Negotiations are set to begin Tuesday, May 10 in San Francisco to sign a new contract for about 22,000 dockworkers at 29 West Coast ports, including twin ports in Los Angeles and Long Beach.
The behind-the-scenes talks – no public information is expected to be released during the confidentiality process from either side – will cover general issues of pay, benefits and working conditions.
But a high level of attention is expected for these talks after the past several years in which pandemic cargo growth and ship backlogs – along with new health security issues – have brought a global spotlight on the shipping industry and how ports operate.
“Both sides have a very vested interest in these talks,” transportation economist Paul Bingham told industry news publication Transport Topics in February. “The stakes cannot be any higher in terms of national attention to the topic. These talks are going to take place in a context that has never been done before, that is, a greater focus on what has happened over the last two years on the West Coast. With giving. And that means there’s some unpredictability about it.”
Automated cargo handling and its impact on jobs, for example, Bingham said, is likely to be a major topic.
Nevertheless, both sides have stated that they do not anticipate any disruption in cargo movement during the talks.
Negotiations are expected to last until July 1, when the current agreement expires, or possibly even beyond that both sides will work to work out an agreement between marine terminals and employers operating shipping lines and dockworkers.
Earlier, the start of the talks was scheduled for May 12, but was pushed forward by two days as both sides consulted with their respective calendars.
The two sides have negotiated West Coast Collective Bargaining Agreements since the 1930s.
Negotiations are set to continue on a daily basis until an agreement is reached.
Dockworkers went on strike in 1971 and in 2002, President George W. Bush used the Taft-Hartley Act after a 10-day lockdown.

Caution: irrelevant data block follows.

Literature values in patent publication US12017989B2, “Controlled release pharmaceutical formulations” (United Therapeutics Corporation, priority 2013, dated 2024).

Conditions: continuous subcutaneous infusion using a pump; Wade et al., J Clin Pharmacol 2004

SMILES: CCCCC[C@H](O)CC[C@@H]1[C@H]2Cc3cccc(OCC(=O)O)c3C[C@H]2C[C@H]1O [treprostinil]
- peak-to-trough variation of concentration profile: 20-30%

In March, four US senators – Kevin Carner (R-ND), Mike Brown (R-IN), Richard Burr (R-NC) and James Risch (R-ID) – sent a letter to President Biden about the talks. Concerns were expressed. ,
He asked the President to use available tools to work with both sides so that contract negotiations can be completed before July 1.
“Any delay caused by failed negotiations will have enormous costs and implications for our nation’s supply chain,” the sponsors wrote. “This cost will be felt not only by retailers and others who depend on ports for their business, but also by the millions of American workers, farmers and ranchers who may face short-term shutdowns in their factories or You may face hurdles in getting your products to market. ,
Biden has been closely involved in White House supply chain issues to ensure cargo moves forward over the past year, appointing a task force and acting directors of the LA and Long Beach ports, Jean Cerocca and Mario is meeting with port officials, including Cordero. as well as ILWU International President Willie Adams, to devise strategies to address the backlog.
US Labor Secretary Marty Walsh visited the twin ports in November, when he answered news media questions on upcoming contract negotiations. Walsh, the former Boston mayor and former union president, said he was confident of the negotiation process and would be available if there was an impasse or if asked to act.